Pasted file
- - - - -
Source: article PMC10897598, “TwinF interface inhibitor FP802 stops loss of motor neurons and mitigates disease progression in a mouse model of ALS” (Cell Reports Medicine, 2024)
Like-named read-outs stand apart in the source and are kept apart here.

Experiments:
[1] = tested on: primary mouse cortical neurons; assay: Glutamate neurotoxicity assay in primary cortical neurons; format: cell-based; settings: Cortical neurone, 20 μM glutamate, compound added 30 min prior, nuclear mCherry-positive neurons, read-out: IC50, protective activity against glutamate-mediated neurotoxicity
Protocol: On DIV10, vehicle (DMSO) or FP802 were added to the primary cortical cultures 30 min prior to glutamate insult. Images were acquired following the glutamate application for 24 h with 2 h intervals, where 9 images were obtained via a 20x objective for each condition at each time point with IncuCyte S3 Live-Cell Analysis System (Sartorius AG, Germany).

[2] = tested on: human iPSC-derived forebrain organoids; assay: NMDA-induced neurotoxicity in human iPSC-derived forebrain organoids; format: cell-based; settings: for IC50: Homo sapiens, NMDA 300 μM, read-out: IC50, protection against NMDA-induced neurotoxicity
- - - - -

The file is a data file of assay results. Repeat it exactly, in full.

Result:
Source: article PMC10897598, “TwinF interface inhibitor FP802 stops loss of motor neurons and mitigates disease progression in a mouse model of ALS” (Cell Reports Medicine, 2024)
Like-named read-outs stand apart in the source and are kept apart here.

Experiments:
[1] = tested on: primary mouse cortical neurons; assay: Glutamate neurotoxicity assay in primary cortical neurons; format: cell-based; settings: Cortical neurone, 20 μM glutamate, compound added 30 min prior, nuclear mCherry-positive neurons, read-out: IC50, protective activity against glutamate-mediated neurotoxicity
Protocol: On DIV10, vehicle (DMSO) or FP802 were added to the primary cortical cultures 30 min prior to glutamate insult. Images were acquired following the glutamate application for 24 h with 2 h intervals, where 9 images were obtained via a 20x objective for each condition at each time point with IncuCyte S3 Live-Cell Analysis System (Sartorius AG, Germany).

[2] = tested on: human iPSC-derived forebrain organoids; assay: NMDA-induced neurotoxicity in human iPSC-derived forebrain organoids; format: cell-based; settings: for IC50: Homo sapiens, NMDA 300 μM, read-out: IC50, protection against NMDA-induced neurotoxicity